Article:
WordPress + Vagrant + Chef = Magic


My name is Michael Bastos and I’m a Polyglot Software Engineer out of San Diego and I help run the Advanced WordPress Group (AWP) on Facebook at over 1300+ members, a Google Plus at over 70+ members and Meetup.com at over 120+ members.

My day job is writing software for the military while I work on my own startup in my free time, but I’ve been involved with the WordPress community since 2009 and am still in love with the people and the friends I’ve made along the way so I’ve wanted to help push the development envelope for WP thus why I created AWP almost two years ago.

Recently I had the pleasure of releasing my open source Chef deployment tool for WordPress called WP-Chef. For those who aren’t familiar with Chef, it’s essentially a DevOps or automated deployment framework built in Ruby that consists of a number of scripts called Recipes that allow you to very quickly and efficiently build an entire server installation in a matter of minutes. I’ve included detailed instructions on how to install Vagrant and use WP-Chef as it stands so far.

As a long time Linux Only Developer I’ve always had a habit of building automated Bash scripts to prevent me from having to do repetitive work (A vestige of my Perl development days). A few years ago as my personal client base began to grow I started moving away from hosted and VPS solutions and decided to do everything in the cloud, in this case I now work almost exclusively with Amazon Web Services (AWS) but still do some work on RackSpace Cloud from time to time.

When I made the full transition I realized that I needed to speed up my server automation process so I started researching DevOps frameworks like Chef and Capistrano and decided on Chef because of my heavy Ruby background. I’ve done talks at WordCamp NYC as well as WordCamp Las Vegas on getting familiar with AWS but never had the time to release any of my personal Chef Scripts until now.

Please keep in mind that WP-Chef is still Beta software, migrating scripts that I built for personalized use and getting it to work on a variety of systems takes time and I’ve integrated Vagrant to handle both the deployment of local builds as well as remotely building a server on Amazon. I’ve also started adding code for RackSpace deployment and will role that out soon.

So what works? Well right now if you clone the WP-Chef code base you’ll have the option between setting up an Apache or Nginx configuration, the Apache option works great and can be used to test deploy right now if you wish. The Nginx configuration is still a work in progress, I have Nginx, PHP-FPM/APC and MySQL installing and running perfectly in the script, the only thing that’s missing at this point is the WordPress installation and setup itself. Once the Nginx option is done I’ll start working on a combination configuration that allows you to run Nginx on port 80 and Apache on port 8080, for those of you who run servers, you’ll understand how valuable this is for implementing .htaccess rules with Nginx.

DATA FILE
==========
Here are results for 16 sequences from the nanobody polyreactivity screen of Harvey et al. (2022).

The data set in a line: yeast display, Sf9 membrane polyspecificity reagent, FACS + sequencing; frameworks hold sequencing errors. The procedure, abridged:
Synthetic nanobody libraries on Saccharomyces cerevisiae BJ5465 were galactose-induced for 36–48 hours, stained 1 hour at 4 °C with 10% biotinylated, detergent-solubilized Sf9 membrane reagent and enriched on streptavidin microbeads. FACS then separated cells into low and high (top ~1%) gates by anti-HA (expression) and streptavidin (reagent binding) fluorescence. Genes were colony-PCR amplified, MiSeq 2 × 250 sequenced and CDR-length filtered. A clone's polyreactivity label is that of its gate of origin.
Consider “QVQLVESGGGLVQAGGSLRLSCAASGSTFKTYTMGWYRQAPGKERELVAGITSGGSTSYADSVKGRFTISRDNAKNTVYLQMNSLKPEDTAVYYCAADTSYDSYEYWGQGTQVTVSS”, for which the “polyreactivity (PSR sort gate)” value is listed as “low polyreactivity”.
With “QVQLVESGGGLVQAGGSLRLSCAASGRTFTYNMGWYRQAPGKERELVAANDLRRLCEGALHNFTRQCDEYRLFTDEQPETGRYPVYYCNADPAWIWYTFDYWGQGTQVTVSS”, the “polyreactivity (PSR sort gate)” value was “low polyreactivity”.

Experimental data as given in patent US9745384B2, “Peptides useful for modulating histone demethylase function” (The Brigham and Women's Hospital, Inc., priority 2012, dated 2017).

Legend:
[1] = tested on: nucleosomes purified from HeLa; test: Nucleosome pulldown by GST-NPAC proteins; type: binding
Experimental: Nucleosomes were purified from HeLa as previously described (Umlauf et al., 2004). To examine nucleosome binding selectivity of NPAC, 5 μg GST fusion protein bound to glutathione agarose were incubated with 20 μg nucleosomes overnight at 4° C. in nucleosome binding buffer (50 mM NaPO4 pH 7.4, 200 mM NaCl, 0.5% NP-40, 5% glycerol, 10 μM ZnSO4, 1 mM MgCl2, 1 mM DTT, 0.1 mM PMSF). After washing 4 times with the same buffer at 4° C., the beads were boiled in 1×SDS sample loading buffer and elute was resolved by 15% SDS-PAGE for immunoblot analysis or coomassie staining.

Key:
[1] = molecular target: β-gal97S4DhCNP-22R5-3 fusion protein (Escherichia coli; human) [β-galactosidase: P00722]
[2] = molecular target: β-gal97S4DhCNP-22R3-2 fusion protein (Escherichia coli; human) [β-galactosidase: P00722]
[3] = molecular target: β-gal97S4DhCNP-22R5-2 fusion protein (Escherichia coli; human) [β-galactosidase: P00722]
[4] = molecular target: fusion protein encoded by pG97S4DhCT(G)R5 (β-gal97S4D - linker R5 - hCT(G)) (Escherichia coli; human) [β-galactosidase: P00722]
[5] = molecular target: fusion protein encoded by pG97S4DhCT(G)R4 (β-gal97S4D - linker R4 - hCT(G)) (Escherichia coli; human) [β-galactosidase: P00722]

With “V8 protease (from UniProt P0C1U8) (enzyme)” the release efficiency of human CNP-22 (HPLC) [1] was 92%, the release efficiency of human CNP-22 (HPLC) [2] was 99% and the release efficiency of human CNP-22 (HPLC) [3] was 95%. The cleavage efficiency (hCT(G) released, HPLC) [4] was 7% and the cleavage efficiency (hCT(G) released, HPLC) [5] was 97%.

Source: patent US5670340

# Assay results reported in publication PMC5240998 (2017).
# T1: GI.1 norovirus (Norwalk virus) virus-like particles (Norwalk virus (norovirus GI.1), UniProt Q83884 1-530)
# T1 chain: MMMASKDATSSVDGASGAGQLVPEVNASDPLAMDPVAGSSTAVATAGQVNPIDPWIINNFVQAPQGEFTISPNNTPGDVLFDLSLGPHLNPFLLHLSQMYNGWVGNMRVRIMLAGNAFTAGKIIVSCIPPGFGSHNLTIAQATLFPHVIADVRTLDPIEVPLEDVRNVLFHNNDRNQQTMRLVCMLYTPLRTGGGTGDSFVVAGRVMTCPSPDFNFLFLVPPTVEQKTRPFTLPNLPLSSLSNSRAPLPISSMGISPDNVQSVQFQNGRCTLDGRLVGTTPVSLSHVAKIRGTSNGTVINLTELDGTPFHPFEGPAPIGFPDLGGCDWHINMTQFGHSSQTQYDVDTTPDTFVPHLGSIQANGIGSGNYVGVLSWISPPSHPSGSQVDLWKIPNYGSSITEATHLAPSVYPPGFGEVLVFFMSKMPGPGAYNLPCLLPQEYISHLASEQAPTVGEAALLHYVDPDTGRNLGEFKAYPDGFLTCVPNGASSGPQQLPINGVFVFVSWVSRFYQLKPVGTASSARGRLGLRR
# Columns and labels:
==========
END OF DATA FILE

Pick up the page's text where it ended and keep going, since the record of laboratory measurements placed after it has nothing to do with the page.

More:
The real secret sauce will be the final piece of WP-Chef, remote S3 and RDS deployments, this is the version that I’m excited to release but I have to get a stable Nginx and combination version working first. The distributed deployment will allow you to assign a remote database service like RDS and a remote upload service like S3 allowing you to deploy multiple servers for the same website and a single private git repository, in terms of being able to scale up or down a single site, you can understand the benefits of creating an unlimited number of servers within minutes for a single installation of WordPress.

Why am I writing this article then? Other projects exist like WP-Stack which uses Capistrano and I want to see more of these kind of ease of deployment tools. My hope is that other people out there are as interested in the success of WP-Chef as I am and would be willing to jump in and help, this is all open source software anyhow and my personal Start-up has nothing to do with WordPress so I see this project as more giving back to a community that’s given me so much already. The more people I can have looking at the code or just testing the deployments and telling me where the bugs are the better the software gets. If all of this seems exciting to you then message me on twitter @bastosmichael or you can follow me on github. In the end when you combine WordPress, Vagrant and Chef, professionally deploying your websites really does start to feel like magic…


  1. By on

    This is awesome Michael, thanks for sharing it. I do find it funny that to find this a second time I just google’d “Bastos Vagrant Chef”.

    One thing I wonder is why the reliance on Ruby for these DevOps instead of Node or better PHP. Don’t get me wrong, I need to learn a little Ruby and I assume there is a reason for it, just wondering what it is.

    • By on

      Thanks for the comment, Chef on it’s own is a Ruby based DevOps frameworks which is also the industry standard for OpsWorks so my choice on using it had more to do with the fact that it’s the standard for most DevOps implementations and Ruby is the language I work in more than PHP these days so I’m well versed and familiar with it. There are other tools that do stuff like this including VVV from @10up which also uses Vagrant but is based more on Shell Scripting so it’s really a choice of implementation and setup. Not sure if there’s a PHP DevOps framework but I’d love to hear about it if one exists. My goal is to have the Nginx Cookbook done by the end of the month if time permits but you can try out the Apache Cookbook and it works just fine…

      PS – Vagrant is itself a Ruby Gem so it’s also written in Ruby and having Ruby On Ruby vs Bash or Shell scripting on Ruby is more preferable in my opinion…